Opening Voluntary: Prelude on Freu dich sehr – Alfred Fedak (1953-)
At Communion: Bereden väg för Herran – G. Winston Cassler (1906-1990)
Closing Voluntary: Freu dich sehr – Johann Pachelbel (1653-1706)
The opening and closing voluntaries today are based on the tune of our offertory hymn, “Comfort, comfort ye my people” (#67, The Hymnal 1982). The text was written by Johannes Olearius (1611-1684) and is a meditation on Isaiah 40:1-8. Olearius was a German Protestant theologian and hymn writer. He began his university studies in theology at Wittenberg University in 1629 and became part of the theology faculty in 1638. Olearius wrote a commentary on the entire bible and was the editor of the Geistliche Singe-Kunst (Leipzig, 1671) one of the largest and most important German hymn books of the 17th century. Comprised of over a thousand hymns, more than three hundred were Olearius’ own works. The tune with which the hymn is paired, known as PSALM 42 or Freu dich sehr, was likely composed by Louis Bourgeois (1510-1560) and first appeared in the Calvinist hymnal, Pseaumes Octantetrois de David first published in Geneva in 1551. In German Lutheran tradition, the melody came to be associated with the text “Freu dich sehr, O meine Seele,” and is, thus, often known by that name. The settings played for the Opening Voluntary are selections from a Partita (a collection of variations on a tune) by American composer and organist, Alfred Victor Fedak (b. 1953). Fedak is a graduate of Hope College and holds a master’s degree in organ performance from Montclair State University in New Jersey. He is presently the organist at Westminster Presbyterian Church, Capitol Hill, in Albany, NY. The concluding voluntary on the same tune is a setting by south German, Baroque organist and composer, Johann Pachelbel (1653-1706).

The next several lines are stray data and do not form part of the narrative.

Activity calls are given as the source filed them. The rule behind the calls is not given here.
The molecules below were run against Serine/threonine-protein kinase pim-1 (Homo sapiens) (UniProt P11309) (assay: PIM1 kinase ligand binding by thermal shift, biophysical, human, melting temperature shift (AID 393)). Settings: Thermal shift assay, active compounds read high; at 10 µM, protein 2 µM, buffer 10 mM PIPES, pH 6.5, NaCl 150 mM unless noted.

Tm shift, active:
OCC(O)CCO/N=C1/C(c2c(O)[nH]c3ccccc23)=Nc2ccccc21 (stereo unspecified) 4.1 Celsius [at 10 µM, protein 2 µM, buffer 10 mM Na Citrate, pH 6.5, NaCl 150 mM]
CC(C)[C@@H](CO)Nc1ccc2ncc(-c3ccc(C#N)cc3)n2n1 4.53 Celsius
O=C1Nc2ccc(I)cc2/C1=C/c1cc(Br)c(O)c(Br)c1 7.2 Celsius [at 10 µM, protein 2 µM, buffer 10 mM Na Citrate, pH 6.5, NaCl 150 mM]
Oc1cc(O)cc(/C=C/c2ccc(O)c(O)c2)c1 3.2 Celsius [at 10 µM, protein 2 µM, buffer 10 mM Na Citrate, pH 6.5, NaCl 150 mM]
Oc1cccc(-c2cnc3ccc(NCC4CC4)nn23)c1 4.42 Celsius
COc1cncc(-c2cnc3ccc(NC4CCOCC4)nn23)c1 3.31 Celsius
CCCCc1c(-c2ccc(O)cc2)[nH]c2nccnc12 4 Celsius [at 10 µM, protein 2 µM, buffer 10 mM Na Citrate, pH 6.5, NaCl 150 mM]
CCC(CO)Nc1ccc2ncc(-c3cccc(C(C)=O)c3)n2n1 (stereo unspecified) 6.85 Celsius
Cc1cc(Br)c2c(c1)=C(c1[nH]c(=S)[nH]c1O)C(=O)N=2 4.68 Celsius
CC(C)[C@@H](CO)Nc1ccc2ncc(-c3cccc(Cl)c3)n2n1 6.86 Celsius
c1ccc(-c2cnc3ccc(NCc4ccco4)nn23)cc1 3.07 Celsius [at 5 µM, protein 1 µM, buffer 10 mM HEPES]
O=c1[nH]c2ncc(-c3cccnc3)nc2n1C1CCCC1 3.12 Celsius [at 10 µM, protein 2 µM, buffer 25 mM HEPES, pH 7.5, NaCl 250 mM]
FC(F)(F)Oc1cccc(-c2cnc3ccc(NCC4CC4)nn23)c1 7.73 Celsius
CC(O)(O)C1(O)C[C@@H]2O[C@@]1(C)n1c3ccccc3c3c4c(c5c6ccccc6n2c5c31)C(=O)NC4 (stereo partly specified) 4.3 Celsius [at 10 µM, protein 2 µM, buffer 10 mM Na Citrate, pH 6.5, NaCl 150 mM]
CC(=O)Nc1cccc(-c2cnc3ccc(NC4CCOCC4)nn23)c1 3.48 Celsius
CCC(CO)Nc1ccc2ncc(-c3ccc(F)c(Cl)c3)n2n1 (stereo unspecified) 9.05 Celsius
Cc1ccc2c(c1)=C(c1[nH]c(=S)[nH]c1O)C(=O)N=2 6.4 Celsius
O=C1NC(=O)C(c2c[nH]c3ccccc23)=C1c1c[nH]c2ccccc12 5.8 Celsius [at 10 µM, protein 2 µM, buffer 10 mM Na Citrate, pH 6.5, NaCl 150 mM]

The short composition at the communion is based on our final hymn for today, “Prepare the way, O Zion” (#65, The Hymnal 1982). One of the great Advent hymns of the Church of Sweden, this hymn has been in continuous use for more than 200 years in that country. Written by Frans Mikael Franzén (1772-1847), it was first published in a trial collection of hymns in 1812 before its inclusion in the Church of Sweden’s Den Svenska Psalmboken of 1819. Like “Comfort, comfort ye my people,” the hymn is based on the biblical text of Isaiah 40 as well as Jesus’ entry into Jerusalem in Matthew 21. The hymn came to the United States in the Lutheran Service Book and Hymnal of 1958 and made its first appearance in The Episcopal Church in The Hymnal 1982. The tune, Beredem väg för Herran, is by an unknown composer and first appeared in print in the 1697 version of Den Svenska Psalmboken. The setting at the communion was composed by American organist G. Winston Cassler (1906-1990). Cassler studied at Oberlin College and was a pupil in England of Sir Ernest Bullock. Cassler was professor of music at St. Olaf’s College in Northfield, Minnesota until his retirement.